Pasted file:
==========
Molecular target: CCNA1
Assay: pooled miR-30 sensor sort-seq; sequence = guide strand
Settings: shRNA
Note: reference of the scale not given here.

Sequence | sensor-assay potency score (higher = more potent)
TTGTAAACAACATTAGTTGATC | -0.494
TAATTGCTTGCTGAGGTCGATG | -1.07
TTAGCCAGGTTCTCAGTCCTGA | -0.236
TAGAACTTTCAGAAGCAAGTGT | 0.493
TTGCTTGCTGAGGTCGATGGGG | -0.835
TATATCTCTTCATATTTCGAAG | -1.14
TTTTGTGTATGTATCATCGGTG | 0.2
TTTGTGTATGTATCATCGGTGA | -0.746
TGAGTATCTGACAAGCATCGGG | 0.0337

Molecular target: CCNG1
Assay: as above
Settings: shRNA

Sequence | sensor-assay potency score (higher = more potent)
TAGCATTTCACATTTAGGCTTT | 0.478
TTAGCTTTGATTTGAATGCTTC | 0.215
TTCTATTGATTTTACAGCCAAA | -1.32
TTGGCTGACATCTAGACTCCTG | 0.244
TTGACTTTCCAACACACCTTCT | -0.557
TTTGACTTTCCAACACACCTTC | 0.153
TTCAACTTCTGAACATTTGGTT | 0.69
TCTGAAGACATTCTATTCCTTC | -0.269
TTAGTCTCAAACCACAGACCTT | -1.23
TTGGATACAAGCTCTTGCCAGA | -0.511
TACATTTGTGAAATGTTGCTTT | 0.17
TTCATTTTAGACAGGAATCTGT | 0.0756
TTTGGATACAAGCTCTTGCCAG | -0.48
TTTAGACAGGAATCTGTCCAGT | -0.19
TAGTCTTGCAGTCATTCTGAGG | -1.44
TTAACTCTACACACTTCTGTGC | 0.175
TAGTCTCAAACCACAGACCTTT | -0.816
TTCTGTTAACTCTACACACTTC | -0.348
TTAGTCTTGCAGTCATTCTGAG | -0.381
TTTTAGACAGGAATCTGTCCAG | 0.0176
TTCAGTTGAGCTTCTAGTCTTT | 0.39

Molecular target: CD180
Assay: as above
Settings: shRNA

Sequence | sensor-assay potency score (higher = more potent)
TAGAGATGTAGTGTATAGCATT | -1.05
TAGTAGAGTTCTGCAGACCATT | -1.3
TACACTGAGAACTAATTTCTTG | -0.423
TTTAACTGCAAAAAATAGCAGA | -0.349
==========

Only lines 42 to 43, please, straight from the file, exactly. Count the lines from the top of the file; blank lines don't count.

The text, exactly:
Settings: shRNA

Sequence | sensor-assay potency score (higher = more potent)